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KayDee Gilkey Shifting Rationale of FDA’s Draft Guidance Concerning
by KayDee Gilkey, click here for bio

Program: Land & Livestock Report
Date: February 14, 2017

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Yesterday we began a conversation about the FDA recently released a draft guidance concerning genome editing which mimics what happens in natural selection — so when genome editing makes a polled Holstein the FDA would consider that a drug needing to be regulated.

Cooperative Extension Specialist at the University of California-Davis Dr. Alison Van Eenennaam says it’s the shift in the rationale of the draft that is concerning.

VanEenennaam: “The proposal is any edit is done that is based on human intention. So the fact that I intended to allele to be the non-horn allele in the Holstein makes it as such that it has to go through the new animal drug regulation of the FDA. Basically I have to show that drug is efficient — that it is safe and effective — that is what you have to do for drugs and that it doesn’t have any food safety concerns. The human intention makes it more ideologically regulation rather than science-based based on the than on the risk of the product itself. That is what we have always had is a science-based regulatory system. If we move into an ideologically based regulatory system where the intent of the human is getting being regulated then I think we are on a pretty slippery slope. So that is what concerns me, because to me regulations should be based on risk and products at the same level of risk should be regulated similarly. You shouldn’t be regulated differently due to the process that used to produce a particular product.”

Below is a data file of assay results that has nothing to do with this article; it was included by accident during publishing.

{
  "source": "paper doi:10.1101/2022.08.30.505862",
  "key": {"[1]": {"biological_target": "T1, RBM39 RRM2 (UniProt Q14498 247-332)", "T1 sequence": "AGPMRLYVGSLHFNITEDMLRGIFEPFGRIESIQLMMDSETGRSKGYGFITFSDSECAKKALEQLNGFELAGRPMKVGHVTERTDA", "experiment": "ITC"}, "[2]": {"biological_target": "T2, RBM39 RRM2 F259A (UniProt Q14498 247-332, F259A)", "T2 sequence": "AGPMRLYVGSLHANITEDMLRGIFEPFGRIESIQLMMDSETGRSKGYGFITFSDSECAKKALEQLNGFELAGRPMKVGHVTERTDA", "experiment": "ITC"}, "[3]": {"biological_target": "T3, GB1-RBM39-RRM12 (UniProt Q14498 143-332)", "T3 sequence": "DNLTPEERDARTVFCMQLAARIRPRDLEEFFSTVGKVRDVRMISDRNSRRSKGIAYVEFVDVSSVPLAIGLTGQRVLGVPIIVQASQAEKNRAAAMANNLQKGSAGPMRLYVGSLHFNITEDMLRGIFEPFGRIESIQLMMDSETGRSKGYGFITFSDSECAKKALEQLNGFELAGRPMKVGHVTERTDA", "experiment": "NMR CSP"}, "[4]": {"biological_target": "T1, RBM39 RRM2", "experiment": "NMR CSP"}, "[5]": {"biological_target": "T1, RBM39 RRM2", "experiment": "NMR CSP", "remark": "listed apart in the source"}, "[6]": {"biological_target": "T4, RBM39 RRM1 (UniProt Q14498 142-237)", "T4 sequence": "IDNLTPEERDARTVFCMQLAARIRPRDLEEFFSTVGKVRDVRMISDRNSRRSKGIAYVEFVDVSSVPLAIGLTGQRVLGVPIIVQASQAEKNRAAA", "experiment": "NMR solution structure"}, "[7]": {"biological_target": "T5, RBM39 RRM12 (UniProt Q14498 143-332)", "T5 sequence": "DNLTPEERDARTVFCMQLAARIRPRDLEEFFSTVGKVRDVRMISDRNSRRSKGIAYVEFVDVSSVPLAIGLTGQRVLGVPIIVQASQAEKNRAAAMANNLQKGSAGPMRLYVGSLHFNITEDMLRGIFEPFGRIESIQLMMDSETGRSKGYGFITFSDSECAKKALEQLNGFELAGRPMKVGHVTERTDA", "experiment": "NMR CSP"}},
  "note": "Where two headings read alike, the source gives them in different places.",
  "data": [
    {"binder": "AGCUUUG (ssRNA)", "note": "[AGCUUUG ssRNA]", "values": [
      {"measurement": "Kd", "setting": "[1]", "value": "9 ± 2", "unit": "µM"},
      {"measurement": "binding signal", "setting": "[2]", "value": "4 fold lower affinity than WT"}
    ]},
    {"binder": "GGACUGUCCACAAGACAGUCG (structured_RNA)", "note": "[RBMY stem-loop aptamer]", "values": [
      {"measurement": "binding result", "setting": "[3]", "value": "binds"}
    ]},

Go to aginfo.net to find the link to the Federal register to comment on this draft guidance before April 19th.


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